Dr. Peter Riddell delivered a lecture on The Hadith as Commentary during a CIU course. Here, Riddell presents the historical evolution, structures, and types of categorization of the Hadith collections found within the Islamic traditions.


 Here starts the auto-generated transcription of Dr. Peter Riddell’s Lecture: The Hadith as Commentary:


Welcome back to understanding the Quran. We’re going to move on to our second lecture topic now, and that relates to the Hadith collections. Now this is a very important topic for understanding the Quran because the Hadith serve to expand and to elucidate, to explain the Quran in significant ways. The fact is that the Quran itself is full of guidelines, injunctions, prescriptions. It’s it’s it’s a guide for Muslims in many ways, but that’s especially so at the macro level.


At the level of generalities. For example, the Quran says that a Muslim should pray, but the Quran doesn’t specify exactly how many times to pray and exactly how to pray. So the Quran is relevant in terms of macro level guidelines for Muslims. But for the micro level detail of being a Muslim and prayer and all different sorts of areas of Muslim life, the Quran doesn’t provide that sort of detail. And so in early Islamic history, the practice emerged of copying the practice of Mohammed, which came to be known as the sunnah.


We’ve encountered the word sunnah before. The sunnah or the model of Mohammed, his behavior, his practice, was, very important for the formulation of Islamic law. And at the time that Islamic law was emerging in the in the 8 100, the Hadith were also being canonized. The Hadith or the compilations of traditions which describe Mohammed’s experiences, his behavior, his statements in various ways. How did these hadith collections emerge?


Well, in the early 1800 in the early 800, a decision was taken by Muslim rulers that the law and the customs and the belief should be based upon the practices found support in a particular Koranic verse, Surah 33 verse 21, which states, indeed, in the messenger of Allah, you have a good example to follow for him who hopes for Allah in the last day and remembers Allah much. But also Surah 59 verse 7, which states, and whatsoever the messenger gives you, take it and whatsoever he forbids you abstain from us. In other words, the message to Muslims was do what Mohammed did. Use Mohammed as your model. And that was, a key factor that emerged in the early centuries of Islam.


And, of course, today, it is still very much in the forefront of Muslim behavior and Muslim belief and explains, for example, why the person of Mohammed is, held in such esteem and, is such a volatile topic if the person of Mohammed is seen to be insulted in in any way. So during the 1st 2 centuries of the Muslim era, thousands of traditions about Mohammed’s statements and practices and deeds came into circulation. And a number of them, quite a number, quite a significant number, were invented by rulers, it appears, and rival claimants to strengthen their own claims. In other words, in the early centuries of Islam, there was widespread forgery of traditions about Mohammed’s statements and deeds according to Islamic sources. And so Muslims considered by the 3rd century of the Islamic era, which is the 800, they considered that it was necessary to take action to determine what were reliable traditions, and so a process of canonization, classification was carried out.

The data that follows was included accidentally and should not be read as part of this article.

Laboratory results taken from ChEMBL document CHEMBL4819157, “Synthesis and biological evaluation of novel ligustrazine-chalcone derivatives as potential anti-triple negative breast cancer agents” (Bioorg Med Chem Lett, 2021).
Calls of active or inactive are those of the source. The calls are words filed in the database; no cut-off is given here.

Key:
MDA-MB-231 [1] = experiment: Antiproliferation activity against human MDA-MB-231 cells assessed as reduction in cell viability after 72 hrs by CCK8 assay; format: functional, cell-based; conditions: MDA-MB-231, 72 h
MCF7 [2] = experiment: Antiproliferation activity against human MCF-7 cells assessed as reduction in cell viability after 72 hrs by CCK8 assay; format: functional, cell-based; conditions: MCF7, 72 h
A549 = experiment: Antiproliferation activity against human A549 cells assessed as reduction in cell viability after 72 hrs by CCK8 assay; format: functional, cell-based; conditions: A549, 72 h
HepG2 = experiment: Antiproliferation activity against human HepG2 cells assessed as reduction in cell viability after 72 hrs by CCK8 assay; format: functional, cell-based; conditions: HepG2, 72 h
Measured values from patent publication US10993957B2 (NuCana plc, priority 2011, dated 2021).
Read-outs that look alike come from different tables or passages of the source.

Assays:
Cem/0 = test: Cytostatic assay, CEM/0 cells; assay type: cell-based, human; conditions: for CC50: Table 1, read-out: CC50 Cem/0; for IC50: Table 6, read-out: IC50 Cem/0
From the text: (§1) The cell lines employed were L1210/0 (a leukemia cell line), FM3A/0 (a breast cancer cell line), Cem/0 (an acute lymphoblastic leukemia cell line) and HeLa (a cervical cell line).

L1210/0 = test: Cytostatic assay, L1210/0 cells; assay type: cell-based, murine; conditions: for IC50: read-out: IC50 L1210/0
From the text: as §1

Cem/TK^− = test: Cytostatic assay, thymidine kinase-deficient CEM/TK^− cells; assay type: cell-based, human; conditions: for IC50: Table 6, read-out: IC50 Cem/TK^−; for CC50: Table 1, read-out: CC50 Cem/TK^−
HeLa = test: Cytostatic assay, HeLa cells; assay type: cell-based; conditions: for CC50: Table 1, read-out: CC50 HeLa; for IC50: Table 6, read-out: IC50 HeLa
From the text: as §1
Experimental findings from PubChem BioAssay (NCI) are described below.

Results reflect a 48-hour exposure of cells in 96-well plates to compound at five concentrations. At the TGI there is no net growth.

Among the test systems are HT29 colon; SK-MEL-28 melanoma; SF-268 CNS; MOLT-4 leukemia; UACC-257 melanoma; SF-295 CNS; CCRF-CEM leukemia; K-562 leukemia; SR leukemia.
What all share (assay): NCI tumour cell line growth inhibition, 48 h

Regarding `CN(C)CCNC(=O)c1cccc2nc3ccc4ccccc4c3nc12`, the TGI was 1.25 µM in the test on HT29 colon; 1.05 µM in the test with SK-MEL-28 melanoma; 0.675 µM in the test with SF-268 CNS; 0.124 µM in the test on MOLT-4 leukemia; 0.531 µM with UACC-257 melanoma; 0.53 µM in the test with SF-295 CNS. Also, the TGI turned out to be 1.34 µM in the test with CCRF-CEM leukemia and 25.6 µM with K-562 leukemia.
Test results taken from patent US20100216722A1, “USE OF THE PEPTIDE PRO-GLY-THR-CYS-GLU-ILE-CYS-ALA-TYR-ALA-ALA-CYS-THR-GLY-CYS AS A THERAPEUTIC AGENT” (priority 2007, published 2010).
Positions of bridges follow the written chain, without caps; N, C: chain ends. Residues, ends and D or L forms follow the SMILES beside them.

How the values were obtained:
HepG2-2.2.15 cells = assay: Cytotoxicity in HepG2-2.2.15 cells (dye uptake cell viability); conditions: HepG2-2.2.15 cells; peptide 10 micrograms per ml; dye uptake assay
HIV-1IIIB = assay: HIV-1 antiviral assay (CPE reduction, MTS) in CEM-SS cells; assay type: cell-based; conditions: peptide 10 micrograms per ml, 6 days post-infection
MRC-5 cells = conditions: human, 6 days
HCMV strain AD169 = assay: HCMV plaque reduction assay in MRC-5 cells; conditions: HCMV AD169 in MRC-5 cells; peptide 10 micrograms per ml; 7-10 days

A three way system of classifying the individual traditions was identified. And it’s interesting as you think about the canonization of the hadith to take account to have one eye on the process of canonization of the biblical text as well. Muslims developed this three way system of classification of individual traditions of little hadith accounts. They were considered as either sound, which is the most solid and reliable, fair, which is fairly reliable, and weak, which is less reliable. Now the first collection to gain canonical authority was the collection that we encountered earlier in this course.


That is the collection of al Bukhari. He died in 870. This was a period of great activity in Hadith canonization. He evaluated around 600,000 traditions, we’re told by the Islamic, records, And he reduced 600,000 to around 4,000, around 6,000 with some duplication. So 66100000 down to 4,000, you can imagine that that means that there was a a lot of unreliable traditions out there, which were effectively discarded.


Now on the Sunni side, there are 6 authoritative Sunni collections, that by al Bukhari, who died in 870, that by Muslim, ibn Hajjaj, who died in 875, and collections of Abu Dawood, ibn Majah, Atir Mehdi, and An Nasai as well. The collections of Al Bukhari and Muslim are considered as the most reliable of the lot. Remember that the purpose of our course is understanding the Quran. We’re studying the hadith because the hadith is an essential tool for Muslims in understanding the Quran. The great medieval Islamic theologian, Al Ghazali, we will encounter him later, he made a statement about the status of the hadith in the Quran, which is quite interesting.


He wrote, God has but one word, which differs only in the mode of its expression. On occasions, God indicates his word by the Quran On others, by words in another style not publicly recited and called the prophetic tradition or hadith. Both are mediated by the prophet. So we can understand just how central Mohammed is to the to the literature, to the primary text of Islam. Muslims believe that Mohammed received the Quran directly from God via the angel, Gabriel.


They also believe that the records of Mohammed’s statements and deeds, the Hadith, are also part of sacred text. So Quran and Hadith are two sides of a similar coin according to the statement by Al Ghazali, and then Mohammed is central to both. The relationship between the Hadith and the Quran is is crucial, and this is a whole area of, study. The topic of, for example, is a significant area of study for for Muslims. The idea that within the Quran, some Quranic verses abrogate other verses.